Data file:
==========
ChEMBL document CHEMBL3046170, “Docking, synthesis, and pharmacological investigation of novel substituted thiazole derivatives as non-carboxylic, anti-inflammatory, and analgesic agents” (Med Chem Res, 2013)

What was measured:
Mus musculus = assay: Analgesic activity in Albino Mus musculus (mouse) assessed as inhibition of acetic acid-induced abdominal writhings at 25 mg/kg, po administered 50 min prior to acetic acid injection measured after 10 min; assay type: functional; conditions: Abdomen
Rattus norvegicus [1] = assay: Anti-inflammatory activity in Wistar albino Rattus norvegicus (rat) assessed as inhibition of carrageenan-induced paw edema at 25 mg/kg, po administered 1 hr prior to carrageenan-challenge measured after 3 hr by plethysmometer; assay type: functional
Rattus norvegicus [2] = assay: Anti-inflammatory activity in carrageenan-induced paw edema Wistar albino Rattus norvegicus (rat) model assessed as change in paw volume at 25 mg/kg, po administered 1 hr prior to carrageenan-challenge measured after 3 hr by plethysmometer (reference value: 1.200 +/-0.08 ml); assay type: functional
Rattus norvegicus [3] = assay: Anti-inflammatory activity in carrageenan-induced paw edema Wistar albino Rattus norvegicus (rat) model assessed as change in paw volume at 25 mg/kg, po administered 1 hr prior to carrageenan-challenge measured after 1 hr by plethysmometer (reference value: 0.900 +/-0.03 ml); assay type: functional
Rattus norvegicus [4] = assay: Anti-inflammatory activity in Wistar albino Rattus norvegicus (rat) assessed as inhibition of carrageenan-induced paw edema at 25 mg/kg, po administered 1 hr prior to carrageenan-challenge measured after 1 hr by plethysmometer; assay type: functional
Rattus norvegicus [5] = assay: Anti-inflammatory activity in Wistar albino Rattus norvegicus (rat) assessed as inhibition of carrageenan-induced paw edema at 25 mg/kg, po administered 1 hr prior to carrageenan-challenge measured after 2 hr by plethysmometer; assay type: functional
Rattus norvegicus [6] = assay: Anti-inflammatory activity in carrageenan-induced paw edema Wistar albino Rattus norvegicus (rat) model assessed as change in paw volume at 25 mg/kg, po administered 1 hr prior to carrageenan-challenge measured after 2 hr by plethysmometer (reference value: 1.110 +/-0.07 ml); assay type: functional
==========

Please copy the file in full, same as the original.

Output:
ChEMBL document CHEMBL3046170, “Docking, synthesis, and pharmacological investigation of novel substituted thiazole derivatives as non-carboxylic, anti-inflammatory, and analgesic agents” (Med Chem Res, 2013)

What was measured:
Mus musculus = assay: Analgesic activity in Albino Mus musculus (mouse) assessed as inhibition of acetic acid-induced abdominal writhings at 25 mg/kg, po administered 50 min prior to acetic acid injection measured after 10 min; assay type: functional; conditions: Abdomen
Rattus norvegicus [1] = assay: Anti-inflammatory activity in Wistar albino Rattus norvegicus (rat) assessed as inhibition of carrageenan-induced paw edema at 25 mg/kg, po administered 1 hr prior to carrageenan-challenge measured after 3 hr by plethysmometer; assay type: functional
Rattus norvegicus [2] = assay: Anti-inflammatory activity in carrageenan-induced paw edema Wistar albino Rattus norvegicus (rat) model assessed as change in paw volume at 25 mg/kg, po administered 1 hr prior to carrageenan-challenge measured after 3 hr by plethysmometer (reference value: 1.200 +/-0.08 ml); assay type: functional
Rattus norvegicus [3] = assay: Anti-inflammatory activity in carrageenan-induced paw edema Wistar albino Rattus norvegicus (rat) model assessed as change in paw volume at 25 mg/kg, po administered 1 hr prior to carrageenan-challenge measured after 1 hr by plethysmometer (reference value: 0.900 +/-0.03 ml); assay type: functional
Rattus norvegicus [4] = assay: Anti-inflammatory activity in Wistar albino Rattus norvegicus (rat) assessed as inhibition of carrageenan-induced paw edema at 25 mg/kg, po administered 1 hr prior to carrageenan-challenge measured after 1 hr by plethysmometer; assay type: functional
Rattus norvegicus [5] = assay: Anti-inflammatory activity in Wistar albino Rattus norvegicus (rat) assessed as inhibition of carrageenan-induced paw edema at 25 mg/kg, po administered 1 hr prior to carrageenan-challenge measured after 2 hr by plethysmometer; assay type: functional
Rattus norvegicus [6] = assay: Anti-inflammatory activity in carrageenan-induced paw edema Wistar albino Rattus norvegicus (rat) model assessed as change in paw volume at 25 mg/kg, po administered 1 hr prior to carrageenan-challenge measured after 2 hr by plethysmometer (reference value: 1.110 +/-0.07 ml); assay type: functional